Dr. Drew: And I think the more and more that the retiree and the Baby Boomer now is being connected through technology, internet and let me say now to all the listeners listening, you’re a very smart group of people and I’ve always said it, I think Baby Boomers are going to change a little more of the future than they think they’re capable of changing because we were the developers or Baby Boomers were the developers of technology, they’re the creators of big market brands, they are the innovators that created the platform we see now. Just because most of the entering into retirement years, it doesn’t mean they’re not able to. As I said, the Millennials behind us are now making platforms which I believe that the Baby Boomer generation can step backwards or take a step back into and master and take better advantage of and of course accommodation, housing, shared housing, group housing, this type of thing is a clear good option generally because most of the Boomers do have a bit of asset behind them. Maybe some Super and savings and can set themselves up very well so that at least, the accommodation, security issues around their life have been taken care of as they enter that final stage of their life, that retirement end stage, that last place, that last 10 to 15 years. So these are constant thoughts to think about, there are many options when you go searching for these things. It comes down to the location, the geographical location, the country, where do you want to live? This is a thought, what climate do you want to live? I wouldn’t recommend a cold climate for an older person particularly one with arthritis and I wouldn’t prefer a climate that’s too hot. But if you have a look at the statistics in Asia and particularly they love a cohort of elderly retirees called the “Sun Worshippers” and these are of course and Wayne will understand this living in the Philippines. These are the Danish, the Swedish, the Germans, the Netherlands, ones that live in the snow and the ice who after all their life of doing and living in some sub minus climates want to take their money, their assets and their life and they find some tropical Asian places and they follow the sun. They worship the sun and they chased the hot climate for the end stage of their life. Do any of the panel have these desires to chase somewhere in particular?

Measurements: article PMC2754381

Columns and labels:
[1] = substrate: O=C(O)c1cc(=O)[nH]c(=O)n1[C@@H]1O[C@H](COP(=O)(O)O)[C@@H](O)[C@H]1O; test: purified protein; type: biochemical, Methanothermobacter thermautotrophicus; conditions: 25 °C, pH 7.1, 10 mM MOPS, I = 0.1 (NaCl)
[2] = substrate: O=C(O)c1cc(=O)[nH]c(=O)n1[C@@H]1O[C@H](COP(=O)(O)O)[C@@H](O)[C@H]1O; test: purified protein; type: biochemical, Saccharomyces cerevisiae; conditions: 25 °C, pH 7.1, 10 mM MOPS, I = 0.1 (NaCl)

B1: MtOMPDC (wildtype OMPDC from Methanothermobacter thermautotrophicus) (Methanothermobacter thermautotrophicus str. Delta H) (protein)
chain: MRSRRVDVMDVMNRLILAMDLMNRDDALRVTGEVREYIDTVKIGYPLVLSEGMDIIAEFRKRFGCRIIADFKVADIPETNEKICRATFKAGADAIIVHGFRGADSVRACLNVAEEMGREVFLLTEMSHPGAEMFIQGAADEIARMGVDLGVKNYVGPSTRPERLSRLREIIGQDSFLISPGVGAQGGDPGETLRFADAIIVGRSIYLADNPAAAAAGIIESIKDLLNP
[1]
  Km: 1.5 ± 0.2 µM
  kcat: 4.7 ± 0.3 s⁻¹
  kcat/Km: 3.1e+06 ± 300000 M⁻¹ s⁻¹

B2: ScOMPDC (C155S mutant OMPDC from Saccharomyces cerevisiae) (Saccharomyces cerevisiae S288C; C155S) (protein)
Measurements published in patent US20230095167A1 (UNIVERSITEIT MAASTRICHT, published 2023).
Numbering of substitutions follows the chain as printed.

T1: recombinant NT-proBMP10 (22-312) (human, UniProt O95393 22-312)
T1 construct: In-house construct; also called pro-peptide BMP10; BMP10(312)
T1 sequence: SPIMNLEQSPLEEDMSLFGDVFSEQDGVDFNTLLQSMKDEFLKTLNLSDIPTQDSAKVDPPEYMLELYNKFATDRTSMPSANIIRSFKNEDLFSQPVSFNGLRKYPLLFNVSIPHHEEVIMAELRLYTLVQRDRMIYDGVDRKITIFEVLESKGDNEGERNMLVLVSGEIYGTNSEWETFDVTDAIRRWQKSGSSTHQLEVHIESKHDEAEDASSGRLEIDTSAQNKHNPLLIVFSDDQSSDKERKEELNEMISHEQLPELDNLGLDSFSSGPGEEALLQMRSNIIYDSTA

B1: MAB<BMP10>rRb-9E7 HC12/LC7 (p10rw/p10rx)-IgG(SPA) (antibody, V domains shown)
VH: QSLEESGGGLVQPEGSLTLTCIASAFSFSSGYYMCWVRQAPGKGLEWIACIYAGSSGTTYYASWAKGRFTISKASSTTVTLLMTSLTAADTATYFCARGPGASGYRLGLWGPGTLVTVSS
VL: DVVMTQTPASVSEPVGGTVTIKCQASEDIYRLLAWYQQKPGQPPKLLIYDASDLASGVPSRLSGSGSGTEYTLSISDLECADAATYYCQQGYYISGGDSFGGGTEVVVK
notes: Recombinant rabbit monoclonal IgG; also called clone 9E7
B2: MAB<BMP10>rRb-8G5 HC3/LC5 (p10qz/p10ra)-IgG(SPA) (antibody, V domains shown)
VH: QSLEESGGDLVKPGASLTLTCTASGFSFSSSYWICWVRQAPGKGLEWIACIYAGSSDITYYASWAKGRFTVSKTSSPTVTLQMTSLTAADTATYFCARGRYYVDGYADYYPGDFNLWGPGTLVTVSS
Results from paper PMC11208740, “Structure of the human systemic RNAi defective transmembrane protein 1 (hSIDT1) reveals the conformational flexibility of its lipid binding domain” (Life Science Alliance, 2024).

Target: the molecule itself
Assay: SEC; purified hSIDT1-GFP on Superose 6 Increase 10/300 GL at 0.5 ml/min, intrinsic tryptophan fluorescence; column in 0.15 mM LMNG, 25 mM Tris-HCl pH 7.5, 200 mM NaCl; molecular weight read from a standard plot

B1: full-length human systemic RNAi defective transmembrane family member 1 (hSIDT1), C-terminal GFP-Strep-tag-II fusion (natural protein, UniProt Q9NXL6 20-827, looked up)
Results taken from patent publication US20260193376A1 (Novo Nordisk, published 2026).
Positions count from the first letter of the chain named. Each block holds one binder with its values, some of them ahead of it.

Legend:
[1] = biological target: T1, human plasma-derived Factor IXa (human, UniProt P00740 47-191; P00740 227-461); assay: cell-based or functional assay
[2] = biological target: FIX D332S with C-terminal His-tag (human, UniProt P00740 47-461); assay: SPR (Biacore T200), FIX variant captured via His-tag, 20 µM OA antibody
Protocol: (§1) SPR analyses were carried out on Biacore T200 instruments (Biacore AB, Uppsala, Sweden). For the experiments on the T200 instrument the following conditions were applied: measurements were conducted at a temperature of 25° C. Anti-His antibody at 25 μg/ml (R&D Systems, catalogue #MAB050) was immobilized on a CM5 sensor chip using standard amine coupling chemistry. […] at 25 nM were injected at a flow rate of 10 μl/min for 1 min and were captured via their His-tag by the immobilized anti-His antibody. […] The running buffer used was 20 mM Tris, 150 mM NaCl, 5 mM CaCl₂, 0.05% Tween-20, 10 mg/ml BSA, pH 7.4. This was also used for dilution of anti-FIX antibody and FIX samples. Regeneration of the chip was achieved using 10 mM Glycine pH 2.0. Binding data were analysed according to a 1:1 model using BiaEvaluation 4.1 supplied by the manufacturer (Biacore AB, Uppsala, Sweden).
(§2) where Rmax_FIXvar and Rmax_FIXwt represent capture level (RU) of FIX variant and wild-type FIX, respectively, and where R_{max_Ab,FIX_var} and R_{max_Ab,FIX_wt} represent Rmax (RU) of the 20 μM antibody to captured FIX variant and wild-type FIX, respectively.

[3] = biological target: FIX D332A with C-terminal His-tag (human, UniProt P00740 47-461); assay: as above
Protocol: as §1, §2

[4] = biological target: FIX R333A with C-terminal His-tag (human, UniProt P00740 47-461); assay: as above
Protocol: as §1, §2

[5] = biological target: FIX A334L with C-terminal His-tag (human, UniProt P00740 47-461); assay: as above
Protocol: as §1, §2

Brian: I’m quite happy to live anywhere. I do prefer a warmer climate. I will say coming from the UK but I equally and Brisbane gets terribly hot. I just want to pick up on something that Drew said when he was talking quite poetically about birds building their nests and getting blown away in the winter and re building the nest and I think that’s a great analogy. I don’t think we should be building, I mean I’ve got a house, we don’t have a mortgage, blah, blah, blah, blah. It’s ridiculous, we’re kind of stuck here with millions of things that we don’t need and tens and thousands of things that we sold. I just think rebuild a nest every couple of years, the way Glenn that is talking about.
Glenn: Queensland, a cyclone might blow it away some time Brian.
Wayne: And let’s Brian make that your last thought because we are like many of us in our lives, reaching the end stage of this podcast. So let’s have a quick whip round, that was the best segue I could do I’m sorry. Let’s have a quick whip round because we’re running out of time. Bron?
Bron: Look, I love those words. Yes, it’s important to build a nest. Women really find that but it’s actually okay to rebuild your nest. It doesn’t have to be the same nest all the time.
Wayne: And Glenn?
Glenn: Two songs for you Wayne. One, given the Nomadic theme of earlier the “Beautiful In My Life” by the Beatles, There are Places I remember. But I’m going to go out with Carole Bayer Sager, “You’re Moving Out Today.” One of the great things and it’s all about a list of things and at some stage we’re moving out, so let’s plan for it. We’re moving out today or we may be moving out tomorrow.
Wayne: And I should say for our listeners, Glenn always has wonderful jukebox suggestions for us. Can I suggest that you just type that into your search bar on YouTube and you’ll be able to find that music and listen to it and you’ll be able to share some of the ambience that’s happening in Glenn’s head while we’re recording the podcast. Drew? Final thoughts from you?
Dr. Drew: Well I don’t know about trying to pick a song that relates to the subject, they’re probably too far too many songs have been written about what is a home, and where home is, and home is where the heart is and blah, blah, blah. Wherever I lay my hat, that’s my home. But it’s a subject matter for anybody in the retirement space, the Baby Boomer cohort to really take a listen to what the panel has discussed today. Find a connection with some of the information, step back, reflect, have a conversation with your partner and your loved ones and really do give yourself some meaningful thought about what you’re going to plan as an accommodation space because irrespective of all the laughs and the jokes we can make, the reality is this is a heavily connected decision-making process to our security, and our health our belongingness. As we age, don’t stuff it up by being ignorant, have some emotional intelligence, make the right choices. And if any of our listeners want to sponsor of any of what we’re talking about, you might be an accommodation supplier, please contact Wayne and get onto the panel.
Wayne: And with that, it’s time that we closed now our microphones and speakers one more time. So thank you for being with us for the podcast today. It has always been a bit of an adventure for some of us Baby Boomers to share our thoughts for some of you Baby Boomers. Today, we’ve had a talk about how important is your accommodation planning in retirement and we’ve had a discussion about the various options that are available and in fact how important it is to do some planning about that before we actually get to the point where it becomes critical. So happy planning and we look forward to you being with us again next week when we will be talking about a whole new topic with our panel, Brian Hinselwood, Glenn Capelli. Bron Williams, your co-host, Drew Dwyer and myself Wayne Bucklar. This is Booms Day Prepping.